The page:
7.3 Average Partial Effects

One of the complications with Probit and Logit is that it is not so simple to interpret the estimated parameters.

Remember we are generally interested in partial effects, not the parameters themselves. It just so happens that in many of the linear models that we have considered so far the \(\beta\)’s correspond to the partial effect — this means that it is sometimes easy to forget that they are not what we are typically most interested in.

This is helpful framing for thinking about how to interpret the results from a Probit or Logit model.

Let’s focus on the Probit model. In that case, \[\begin{align*} \mathrm{P}(Y=1|X_1,X_2,X_3) = \Phi(\beta_0 + \beta_1 X_1 + \beta_2 X_2 + \beta_3 X_3) \end{align*}\] where \(\Phi\) is the cdf of standard normal random variable.

Continuous Case: When \(X_1\) is continuous, the partial effect of \(X_1\) is given by \[\begin{align*} \frac{\partial \mathrm{P}(Y=1|X_1,X_2,X_3)}{\partial X_1} = \phi(\beta_0 + \beta_1 X_1 + \beta_2 X_2 + \beta_3 X_3) \beta_1 \end{align*}\] where \(\phi\) is the pdf of a standard normal random variable. This is more complicated than the partial effect in the context of a linear model. It depends on \(\phi\) (which looks complicated, but you can just use R’s dnorm command to handle that part). More importantly, the partial effect depends on the values of \(X_1,X_2,\) and \(X_3\). [As discussed above, this is likely a good thing in the context of a binary outcome model]. Thus, in order to get a partial effect, we need to put in some values for these. If you have particular values of the covariates that you are interested in, you can definitely do that, but my general suggestion is to report the Average Partial Effect: \[\begin{align*} APE &= \mathbb{E}\left[ \frac{\partial \mathrm{P}(Y=1|X_1,X_2,X_3)}{\partial X_1} \right] \\ &= \mathbb{E}\left[ \phi(\beta_0 + \beta_1 X_1 + \beta_2 X_2 + \beta_3 X_3) \beta_1 \right] \end{align*}\] which you can estimate by \[\begin{align*} \widehat{APE} &= \frac{1}{n} \sum_{i=1}^n \phi(\hat{\beta}_0 + \hat{\beta}_1 X_1 + \hat{\beta}_2 X_2 + \hat{\beta}_3 X_3) \hat{\beta}_1 \end{align*}\] which amounts to just computing the partial effect at each value of the covariates in your data and then averaging these partial effects together. This can be a bit cumbersome to do in practice, and it is often convenient to use the R package mfx to compute these sorts of average partial effects for you.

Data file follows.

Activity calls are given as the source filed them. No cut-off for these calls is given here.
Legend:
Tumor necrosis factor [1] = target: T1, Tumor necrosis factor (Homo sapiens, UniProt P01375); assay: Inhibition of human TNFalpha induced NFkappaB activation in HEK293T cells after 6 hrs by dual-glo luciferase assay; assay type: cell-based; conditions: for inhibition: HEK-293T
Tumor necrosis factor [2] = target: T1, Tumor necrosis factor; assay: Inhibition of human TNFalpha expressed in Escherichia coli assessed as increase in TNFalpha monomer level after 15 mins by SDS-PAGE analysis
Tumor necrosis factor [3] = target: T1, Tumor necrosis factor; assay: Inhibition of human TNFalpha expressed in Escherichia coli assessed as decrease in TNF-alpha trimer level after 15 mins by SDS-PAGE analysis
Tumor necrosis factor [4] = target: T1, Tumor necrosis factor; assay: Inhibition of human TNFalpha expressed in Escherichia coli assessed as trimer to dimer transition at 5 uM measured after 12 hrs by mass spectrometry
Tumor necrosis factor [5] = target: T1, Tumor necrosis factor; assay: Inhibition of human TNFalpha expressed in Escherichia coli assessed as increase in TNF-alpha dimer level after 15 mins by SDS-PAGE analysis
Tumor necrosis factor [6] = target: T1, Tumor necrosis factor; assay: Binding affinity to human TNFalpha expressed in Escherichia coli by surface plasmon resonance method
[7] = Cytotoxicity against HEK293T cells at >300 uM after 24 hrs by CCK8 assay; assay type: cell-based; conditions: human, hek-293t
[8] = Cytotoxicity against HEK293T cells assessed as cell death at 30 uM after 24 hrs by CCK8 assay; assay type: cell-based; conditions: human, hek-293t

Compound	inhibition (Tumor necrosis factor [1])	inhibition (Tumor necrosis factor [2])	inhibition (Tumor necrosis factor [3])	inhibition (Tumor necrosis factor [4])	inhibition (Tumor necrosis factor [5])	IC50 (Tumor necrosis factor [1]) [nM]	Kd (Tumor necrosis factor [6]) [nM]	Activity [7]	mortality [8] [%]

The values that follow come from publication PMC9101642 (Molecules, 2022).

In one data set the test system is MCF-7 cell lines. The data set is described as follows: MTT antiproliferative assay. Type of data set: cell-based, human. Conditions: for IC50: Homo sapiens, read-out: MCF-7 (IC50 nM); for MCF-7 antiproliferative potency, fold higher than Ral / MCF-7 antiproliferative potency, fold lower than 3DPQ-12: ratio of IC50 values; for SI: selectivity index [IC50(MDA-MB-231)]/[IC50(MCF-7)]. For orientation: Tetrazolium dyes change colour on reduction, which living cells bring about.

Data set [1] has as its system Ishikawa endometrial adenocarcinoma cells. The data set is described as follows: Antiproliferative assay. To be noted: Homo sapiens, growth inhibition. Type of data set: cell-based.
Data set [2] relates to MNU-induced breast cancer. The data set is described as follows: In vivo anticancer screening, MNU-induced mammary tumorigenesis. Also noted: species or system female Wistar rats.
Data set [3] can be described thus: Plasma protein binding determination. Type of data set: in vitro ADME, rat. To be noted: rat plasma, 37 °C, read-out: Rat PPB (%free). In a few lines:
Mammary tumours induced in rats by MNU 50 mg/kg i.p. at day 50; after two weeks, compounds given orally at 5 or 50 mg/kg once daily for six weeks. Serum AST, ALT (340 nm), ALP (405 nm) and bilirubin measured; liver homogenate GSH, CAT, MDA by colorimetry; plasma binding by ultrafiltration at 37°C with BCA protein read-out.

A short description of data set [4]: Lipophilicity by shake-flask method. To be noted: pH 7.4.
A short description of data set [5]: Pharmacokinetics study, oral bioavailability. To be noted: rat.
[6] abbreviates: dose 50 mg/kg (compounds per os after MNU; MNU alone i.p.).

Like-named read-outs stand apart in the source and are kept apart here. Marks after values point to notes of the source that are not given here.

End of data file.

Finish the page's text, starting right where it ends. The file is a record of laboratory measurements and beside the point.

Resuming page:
Discrete/Binary Case: When \(X_1\) is discrete (let’s say binary, but extention to discrete is straightforward), the partial effect of \(X_1\) is \[\begin{align*} & \mathrm{P}(Y=1|X_1=1, X_2, X_3) - \mathrm{P}(Y=1|X_1=0, X_2, X_3) \\ &\hspace{100pt} = \Phi(\beta_0 + \beta_1 + \beta_2 X_2 + \beta_3 X_3) - \Phi(\beta_0 + \beta_2 X_2 + \beta_3 X_3) \end{align*}\] Notice that \(\beta_1\) does not show up in the last term. As above, the partial effect depends on the values of \(X_2\) and \(X_3\) which suggests reporting an \(APE\) as above (follows the same steps, just replacing the partial effect, as in the continuous case above)

  • Extensions to Logit are virtually identical, just replace \(\Phi\) with \(\Lambda\) and \(\phi\) with \(\lambda\).

Side-Comment: The parameters from LPM, Probit, and Logit could be quite different (in fact, they are quite different by construction), but APE’s are often very similar.